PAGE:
Healthy back-to-school lunch-packing hacks
(BPT) - With kids heading back to the classroom, it means the start of new schedules and routines. After a relaxing summer, it may also mean added stress for parents who must now think about prepping daily school lunches and snacks.
Yet, with a little planning and organization, you can streamline the process and feel confident you’re providing balanced and enjoyable meals with nutrition your kids need, says registered dietitian and mom Amanda Blechman, Director of Health and Scientific Affairs at Danone North America.
“I encourage families to think about a basic formula for what to pack in a lunch and then explore fun lunch containers to make it easy to see that you’re checking all the boxes for colorful food groups,” said Blechman. “Setting up a simple system and getting your kids involved in the process also makes it more likely the lunch will be eaten at school.”
Blechman offers these tips to help hack the lunchbox packing process.
- Follow a formula. To help you pack a balanced lunch, follow this simple formula: protein + fiber-rich carbohydrate + fruits and vegetables + dairy. Then find different combinations your kids will enjoy. Blechman recommends keeping your pantry well-stocked so you’ll always have options if your supply in the fridge runs low. She suggests canned tuna, low sodium beef or turkey jerky, dried apricots and other dried fruits, fruit cups or applesauce without added sugar, low-sodium canned vegetables and shelf-stable milks, such as single-serve cartons of Horizon Organic low-fat milk or Silk Almondmilk. “Don’t mistake convenient for unhealthy,” says Blechman. “There are plenty of nutrient-rich, shelf-stable products that can help make lunchbox packing a breeze.”
- Set up a system for snacks. You’ll save time in the long run if you create a system for storing and organizing foods for lunches and snacks, says Blechman. She recommends adding bins or boxes in the refrigerator and pantry with options that are in easy reach for your kids. When it’s time to pack, kids can help select what they’d like that day and you can see when you’re running low in anything. Some of her favorites include Horizon Organic string cheese, mini guacamole cups, multigrain pita chips, nut-free granola bars and dried seaweed snacks. Be sure to check nutrition labels so you know what you’re buying, Blechman advises.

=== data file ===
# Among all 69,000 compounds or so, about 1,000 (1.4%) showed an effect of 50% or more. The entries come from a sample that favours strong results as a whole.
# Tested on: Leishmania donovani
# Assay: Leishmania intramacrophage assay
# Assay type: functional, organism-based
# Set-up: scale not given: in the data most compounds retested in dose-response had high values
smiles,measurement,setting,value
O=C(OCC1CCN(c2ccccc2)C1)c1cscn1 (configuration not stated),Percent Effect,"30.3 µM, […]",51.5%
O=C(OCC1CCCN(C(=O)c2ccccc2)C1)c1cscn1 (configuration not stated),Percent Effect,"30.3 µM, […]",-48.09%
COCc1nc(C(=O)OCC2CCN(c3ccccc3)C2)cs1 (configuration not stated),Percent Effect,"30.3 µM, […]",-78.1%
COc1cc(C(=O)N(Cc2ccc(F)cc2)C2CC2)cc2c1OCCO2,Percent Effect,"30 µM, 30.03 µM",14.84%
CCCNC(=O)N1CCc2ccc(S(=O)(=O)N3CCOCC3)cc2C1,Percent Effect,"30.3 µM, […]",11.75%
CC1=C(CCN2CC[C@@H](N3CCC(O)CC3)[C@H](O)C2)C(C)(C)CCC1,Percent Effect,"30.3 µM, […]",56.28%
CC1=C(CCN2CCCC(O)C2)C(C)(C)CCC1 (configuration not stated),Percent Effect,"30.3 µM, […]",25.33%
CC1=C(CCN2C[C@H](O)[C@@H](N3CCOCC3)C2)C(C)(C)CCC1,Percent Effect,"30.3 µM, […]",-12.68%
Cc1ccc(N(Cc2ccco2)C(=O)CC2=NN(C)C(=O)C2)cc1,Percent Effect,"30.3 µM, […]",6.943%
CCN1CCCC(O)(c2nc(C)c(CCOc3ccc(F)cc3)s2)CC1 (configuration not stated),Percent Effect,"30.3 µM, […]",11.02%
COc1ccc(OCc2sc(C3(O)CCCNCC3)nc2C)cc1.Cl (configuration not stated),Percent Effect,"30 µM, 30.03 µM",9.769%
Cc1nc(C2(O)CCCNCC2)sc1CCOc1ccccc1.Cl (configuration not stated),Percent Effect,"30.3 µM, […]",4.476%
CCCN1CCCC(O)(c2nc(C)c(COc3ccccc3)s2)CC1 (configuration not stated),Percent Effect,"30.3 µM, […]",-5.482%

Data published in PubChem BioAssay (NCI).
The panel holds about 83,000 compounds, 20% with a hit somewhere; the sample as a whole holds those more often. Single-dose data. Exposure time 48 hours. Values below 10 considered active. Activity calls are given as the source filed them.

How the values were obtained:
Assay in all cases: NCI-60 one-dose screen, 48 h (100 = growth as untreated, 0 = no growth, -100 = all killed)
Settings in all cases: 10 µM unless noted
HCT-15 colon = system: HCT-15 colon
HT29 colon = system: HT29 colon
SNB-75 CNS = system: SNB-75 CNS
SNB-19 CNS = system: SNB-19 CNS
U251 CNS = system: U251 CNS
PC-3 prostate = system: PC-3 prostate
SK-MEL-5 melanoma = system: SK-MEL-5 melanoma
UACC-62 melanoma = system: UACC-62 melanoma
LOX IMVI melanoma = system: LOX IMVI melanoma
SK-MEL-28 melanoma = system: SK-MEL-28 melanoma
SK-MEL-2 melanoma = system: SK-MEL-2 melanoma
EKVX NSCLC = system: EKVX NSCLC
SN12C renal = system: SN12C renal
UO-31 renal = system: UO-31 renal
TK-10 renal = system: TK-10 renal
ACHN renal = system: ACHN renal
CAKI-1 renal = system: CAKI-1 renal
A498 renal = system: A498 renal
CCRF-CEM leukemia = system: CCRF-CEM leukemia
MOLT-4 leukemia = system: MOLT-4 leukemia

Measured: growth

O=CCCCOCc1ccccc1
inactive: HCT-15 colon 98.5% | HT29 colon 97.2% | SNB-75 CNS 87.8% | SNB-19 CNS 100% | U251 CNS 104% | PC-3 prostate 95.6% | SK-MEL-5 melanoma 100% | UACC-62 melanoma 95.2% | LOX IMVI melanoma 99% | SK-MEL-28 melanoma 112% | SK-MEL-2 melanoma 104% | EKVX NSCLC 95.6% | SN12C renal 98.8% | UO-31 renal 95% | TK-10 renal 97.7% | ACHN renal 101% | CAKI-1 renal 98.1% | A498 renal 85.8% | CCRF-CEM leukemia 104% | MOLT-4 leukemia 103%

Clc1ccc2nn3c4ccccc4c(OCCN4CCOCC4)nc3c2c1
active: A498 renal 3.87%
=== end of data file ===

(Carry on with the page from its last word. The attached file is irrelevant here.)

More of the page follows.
- Think outside the sandwich. Go beyond the classic PB&J and turkey sandwich. Other protein-rich options include turkey jerky, which Blechman combines with whole-grain crackers, pea snacks, and Horizon Organic Growing Years low-fat yogurt pouches that contain DHA omega-3s, choline and prebiotics. Or use a wrap to make pinwheel sandwiches. Try combining canned tuna with mayonnaise or Greek yogurt and everything bagel seasoning. Spread on a spinach wrap, roll up and cut into small pinwheels. Round out the meal with canned mandarin oranges or a fresh clementine, baby corn spears and animal crackers.
- Freeze strategically. Put a water bottle in the freezer the night before and add to your lunchbox in the morning to serve as an ice pack. It will be thawed by lunch time. Or add frozen berries to a carton of yogurt to keep it chilled. Instead of juice boxes, buy shelf-stable cartons of milk that provide essential nutrients like calcium, vitamin D and high-quality protein that’s missing from juice. These nutrients are especially important for growing children and most kids don’t get enough of either! Other nutrient-dense dairy options include yogurt pouches, string cheese, cubes of cheddar and slices of provolone to add to sandwiches. Make a few sandwiches on the weekend and freeze for each lunch meal prep.